Michael Marizco, Arizona Daily Star (Tucson), May 13
Sixteen people — members of the U.S. armed forces, prison guards, a federal port inspector and a Nogales, Ariz., police officer — were trapped in an FBI cocaine sting, with 11 pleading guilty to conspiracy charges in federal court Thursday.
Five more Davis-Monthan Air Force Base personnel were also charged in what officials called a widespread corruption scandal that will eventually lead to more arrests of U.S. military and law enforcement officers.
Dubbed Operation Lively Green, the FBI sting started in December 2001 when sources notified the FBI that military personnel and law enforcement officers were running loads of cocaine in Arizona, said Jana Monroe, the special-agent-in-charge of the FBI’s Phoenix field office.
Agents lured the military members and law enforcement officers with thousands of dollars in cash for running cocaine loads north from the border.
“They were working for the FBI. They didn’t know they were working for the FBI,” said Noel L. Hillman, section chief of the public integrity section of the criminal division of the Justice Department.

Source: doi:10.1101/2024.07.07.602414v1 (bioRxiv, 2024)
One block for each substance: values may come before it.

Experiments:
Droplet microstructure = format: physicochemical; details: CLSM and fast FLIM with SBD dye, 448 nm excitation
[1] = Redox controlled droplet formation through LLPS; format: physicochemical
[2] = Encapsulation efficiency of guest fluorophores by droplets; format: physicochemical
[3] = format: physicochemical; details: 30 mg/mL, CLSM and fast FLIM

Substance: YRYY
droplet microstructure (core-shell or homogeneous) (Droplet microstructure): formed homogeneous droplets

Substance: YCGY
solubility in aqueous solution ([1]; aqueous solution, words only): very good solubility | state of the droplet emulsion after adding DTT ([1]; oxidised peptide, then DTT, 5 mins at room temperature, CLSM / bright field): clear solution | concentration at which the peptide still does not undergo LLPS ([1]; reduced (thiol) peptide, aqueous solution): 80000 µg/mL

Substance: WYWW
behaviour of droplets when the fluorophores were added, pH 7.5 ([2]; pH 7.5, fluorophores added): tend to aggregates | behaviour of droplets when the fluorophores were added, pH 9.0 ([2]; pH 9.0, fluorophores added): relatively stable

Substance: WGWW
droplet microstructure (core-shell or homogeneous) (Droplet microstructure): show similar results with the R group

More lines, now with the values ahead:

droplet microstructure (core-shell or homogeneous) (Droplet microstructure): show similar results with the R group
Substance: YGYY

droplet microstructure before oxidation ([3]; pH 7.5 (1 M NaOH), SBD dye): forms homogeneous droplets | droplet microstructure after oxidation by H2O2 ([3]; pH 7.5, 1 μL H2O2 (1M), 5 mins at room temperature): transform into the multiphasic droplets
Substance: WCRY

To protect the cocaine loads, the group would wear their uniforms and flash their badges at checkpoints in Arizona and Nevada, said Hillman.
At the time, the 16 people worked for the Arizona Army National Guard, the Arizona Department of Corrections, the Nogales Police Department, the Bureau of Customs and Border Protection, the U.S. Army, and the federal Bureau of Prisons, Hillman said.
They agreed to plead guilty to the conspiracy charge and to cooperate with the ongoing investigation. Hillman said a “significant number” of further arrests will occur, though he declined to say how many people and what agencies are involved.
Defense attorneys pointed at the poor economic status of the mostly black and Hispanic defendants.
“They’re obviously involved in what the government caught them up in,” said Hortencia Delgadillo, an attorney for David Bustamante, a 35-year-old defendant who worked as a prison guard.
But with the temptation for thousands of dollars, “they’re obviously going to attract people who need it,” she said.